by Carl Pruitt

Before you start selling information products online, you need to make sure that you are targeting a market niche that will be profitable in both the short and long-term. The term niche simply refers to your target audience.

Some niches, you will quickly discover, are not as profitable as others. You need to put a lot of thought into whether your target audience is both willing and able to spend money for the solutions to their problems.

For example, golf is a very expensive sport. Typically golfers have money to burn if they believe you can help them improve their score or beat out their friends (competition) on the links.

On the other side, a target market of single moms on a budget may not be willing to let go of $67 for your eBook on how to get organized. Sometimes, though, it depends on which of their problems you are trying to solve. They would like to get organized, but they need more money. Targeting this exact same niche of single moms, you might find that many are willing to pay $47 for your eBook showing them how to make more money working from home.

One good place to start is with online groups and forums. You can go to iVillage or Yahoo, Google groups, or Boardtracker and see what kind of groups garner the most posts. Men’s groups such as AskMen might give you insight into what kind of information products this portion of the population might need that help you generate a handsome profit.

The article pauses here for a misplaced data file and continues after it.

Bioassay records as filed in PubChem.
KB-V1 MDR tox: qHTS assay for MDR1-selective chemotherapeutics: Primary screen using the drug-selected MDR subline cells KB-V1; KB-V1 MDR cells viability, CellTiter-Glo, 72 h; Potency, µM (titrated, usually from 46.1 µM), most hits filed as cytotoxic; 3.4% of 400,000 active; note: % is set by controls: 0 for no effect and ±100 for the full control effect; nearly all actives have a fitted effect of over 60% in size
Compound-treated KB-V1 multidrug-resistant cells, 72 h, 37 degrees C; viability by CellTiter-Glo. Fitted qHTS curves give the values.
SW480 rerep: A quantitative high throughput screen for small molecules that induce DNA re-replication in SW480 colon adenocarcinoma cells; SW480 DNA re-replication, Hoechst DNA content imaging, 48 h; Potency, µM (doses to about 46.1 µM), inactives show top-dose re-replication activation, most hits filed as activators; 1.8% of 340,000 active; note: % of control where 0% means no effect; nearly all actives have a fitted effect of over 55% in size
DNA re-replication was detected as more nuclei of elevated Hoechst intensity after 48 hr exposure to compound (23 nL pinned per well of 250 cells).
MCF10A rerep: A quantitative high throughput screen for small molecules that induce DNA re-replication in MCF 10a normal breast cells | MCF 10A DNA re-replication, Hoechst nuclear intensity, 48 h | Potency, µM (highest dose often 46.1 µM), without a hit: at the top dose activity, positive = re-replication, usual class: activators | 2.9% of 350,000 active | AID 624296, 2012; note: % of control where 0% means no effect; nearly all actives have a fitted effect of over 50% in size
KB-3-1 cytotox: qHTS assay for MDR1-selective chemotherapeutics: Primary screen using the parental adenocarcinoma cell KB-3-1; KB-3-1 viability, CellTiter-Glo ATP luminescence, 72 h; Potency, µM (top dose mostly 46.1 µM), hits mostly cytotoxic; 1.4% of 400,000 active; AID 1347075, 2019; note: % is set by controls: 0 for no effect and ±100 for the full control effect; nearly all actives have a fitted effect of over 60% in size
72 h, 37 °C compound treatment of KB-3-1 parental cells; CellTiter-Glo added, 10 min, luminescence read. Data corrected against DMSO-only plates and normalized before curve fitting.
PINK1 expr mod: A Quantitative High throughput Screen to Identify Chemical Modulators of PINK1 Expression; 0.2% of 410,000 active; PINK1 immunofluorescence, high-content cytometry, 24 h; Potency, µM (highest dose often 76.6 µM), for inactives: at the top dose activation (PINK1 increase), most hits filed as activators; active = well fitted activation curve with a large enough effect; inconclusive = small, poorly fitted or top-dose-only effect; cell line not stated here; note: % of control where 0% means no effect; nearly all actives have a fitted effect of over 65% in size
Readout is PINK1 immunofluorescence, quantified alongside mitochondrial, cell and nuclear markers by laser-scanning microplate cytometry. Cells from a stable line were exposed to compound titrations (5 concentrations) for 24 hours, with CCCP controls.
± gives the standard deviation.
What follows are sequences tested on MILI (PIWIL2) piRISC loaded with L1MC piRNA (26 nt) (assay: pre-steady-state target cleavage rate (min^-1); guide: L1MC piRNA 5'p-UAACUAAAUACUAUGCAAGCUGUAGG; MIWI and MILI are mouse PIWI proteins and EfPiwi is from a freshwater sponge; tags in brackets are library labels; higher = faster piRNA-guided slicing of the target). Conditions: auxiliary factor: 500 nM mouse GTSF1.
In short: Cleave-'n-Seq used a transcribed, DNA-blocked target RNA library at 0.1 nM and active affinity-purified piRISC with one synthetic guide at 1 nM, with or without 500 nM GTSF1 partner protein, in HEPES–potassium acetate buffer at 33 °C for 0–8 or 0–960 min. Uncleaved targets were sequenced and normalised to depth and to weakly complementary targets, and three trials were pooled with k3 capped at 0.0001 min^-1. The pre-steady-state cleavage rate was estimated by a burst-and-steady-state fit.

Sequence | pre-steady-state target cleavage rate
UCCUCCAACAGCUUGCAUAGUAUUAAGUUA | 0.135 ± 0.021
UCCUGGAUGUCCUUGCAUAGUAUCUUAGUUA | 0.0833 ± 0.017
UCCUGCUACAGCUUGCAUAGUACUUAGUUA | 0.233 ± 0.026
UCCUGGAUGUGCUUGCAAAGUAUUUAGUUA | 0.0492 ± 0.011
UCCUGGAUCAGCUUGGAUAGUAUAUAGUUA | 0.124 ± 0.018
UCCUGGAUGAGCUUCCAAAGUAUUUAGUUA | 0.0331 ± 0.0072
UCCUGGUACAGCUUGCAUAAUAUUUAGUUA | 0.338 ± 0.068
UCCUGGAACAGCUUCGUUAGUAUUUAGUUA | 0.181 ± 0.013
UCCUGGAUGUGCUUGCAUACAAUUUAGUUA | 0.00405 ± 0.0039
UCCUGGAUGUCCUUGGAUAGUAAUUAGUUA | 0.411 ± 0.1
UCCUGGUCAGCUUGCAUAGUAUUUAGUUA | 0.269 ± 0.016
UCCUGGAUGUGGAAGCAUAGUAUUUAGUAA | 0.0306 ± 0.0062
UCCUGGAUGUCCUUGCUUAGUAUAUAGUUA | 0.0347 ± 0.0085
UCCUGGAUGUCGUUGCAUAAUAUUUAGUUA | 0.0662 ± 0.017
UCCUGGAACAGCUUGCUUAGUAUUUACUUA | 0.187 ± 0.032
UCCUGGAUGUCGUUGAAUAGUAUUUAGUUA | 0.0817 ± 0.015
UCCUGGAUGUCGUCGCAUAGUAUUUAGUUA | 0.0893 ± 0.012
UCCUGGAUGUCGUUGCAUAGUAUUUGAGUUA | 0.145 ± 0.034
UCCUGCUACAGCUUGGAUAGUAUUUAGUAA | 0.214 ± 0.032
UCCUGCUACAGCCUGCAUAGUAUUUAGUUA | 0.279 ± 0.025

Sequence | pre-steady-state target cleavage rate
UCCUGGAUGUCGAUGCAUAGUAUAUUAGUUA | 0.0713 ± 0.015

You’re not just looking for a broad group of people to cater to – you’re looking for those with a lot of problems. When you start creating your information products, you’ll want to build an empire of products that all focus on the same niche, allowing you to market to existing, loyal customers who buy from you time and time again.

Sometimes, you’ll find one large niche and then realize you need to build your information product line around a more targeted, narrow niche of people. For instance, parents in general have many problems you could address, such as raising smart kids, dealing with discipline, and saving money.

You can then narrow things down further to moms or dads and it is no stretch to dig even deeper and focus on something like parents of multiples or parents raising kids with physical ailments. Remember – your information product isn’t really a product at all. It’s a solution, and it needs to be marketed as something that will improve lives

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